The Great War in Africa, 1914-1918
Thousands of books have been written on World War I, and it is not easy to select a topic that previous authors have not already analyzed in depth. Byron Farwell, however, a British journalist and military historian, has succeeded in this task. Germany before the war possessed several African colonies, including the Cameroons and German East Africa. Throughout the war, Britain--and to a lesser extent France and Belgium--carried on an offensive to wrest these colonies from German control.
The struggle was a grim one, in that both sides relied heavily on native troops, called askaris, who suffered many casualties. The war blighted the agricultural economy of the colonies and disrupted the life of the population. Farwell, while fully alive to these facts, also has an eye for bizarre incident and piquant detail. On one occasion, for example, a British naval commander acquired a heroic reputation for action in a naval battle he had in fact carefully bypassed.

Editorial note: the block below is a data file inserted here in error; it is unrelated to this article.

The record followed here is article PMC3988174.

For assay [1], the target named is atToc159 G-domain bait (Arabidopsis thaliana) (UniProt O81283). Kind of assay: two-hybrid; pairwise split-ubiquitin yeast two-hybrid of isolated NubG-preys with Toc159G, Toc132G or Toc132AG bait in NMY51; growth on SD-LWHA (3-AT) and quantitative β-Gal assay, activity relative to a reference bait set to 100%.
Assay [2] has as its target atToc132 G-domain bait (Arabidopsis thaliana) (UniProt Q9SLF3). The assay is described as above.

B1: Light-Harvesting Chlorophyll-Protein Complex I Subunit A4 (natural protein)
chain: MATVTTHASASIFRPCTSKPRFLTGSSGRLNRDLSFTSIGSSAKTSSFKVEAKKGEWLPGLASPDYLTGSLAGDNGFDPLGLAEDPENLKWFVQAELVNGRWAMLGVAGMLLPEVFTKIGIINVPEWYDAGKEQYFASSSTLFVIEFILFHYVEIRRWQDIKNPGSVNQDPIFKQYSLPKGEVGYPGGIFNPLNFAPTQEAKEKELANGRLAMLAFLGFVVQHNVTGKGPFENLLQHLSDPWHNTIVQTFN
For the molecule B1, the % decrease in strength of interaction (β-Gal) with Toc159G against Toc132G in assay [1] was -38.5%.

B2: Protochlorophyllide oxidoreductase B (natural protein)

Farwell describes all the major actions in this forgotten theater of the war in careful detail and with great verve. Especially noteworthy is his long discussion of the Boer General Jan Smuts, who moved from his campaigns against the German colonies to a much more central role in British military affairs.
The author does not devote much attention to the background of the German colonies, and standard works such as Harry Rudin’s study of colonial German administration find no place in the bibliography. Whatever its analytical weaknesses, however, the book succeeds very well as an interesting and informative narrative. If, as Thomas Carlyle said, “history is the essence of innumerable biographies,” Farwell has done an excellent job of historical writing.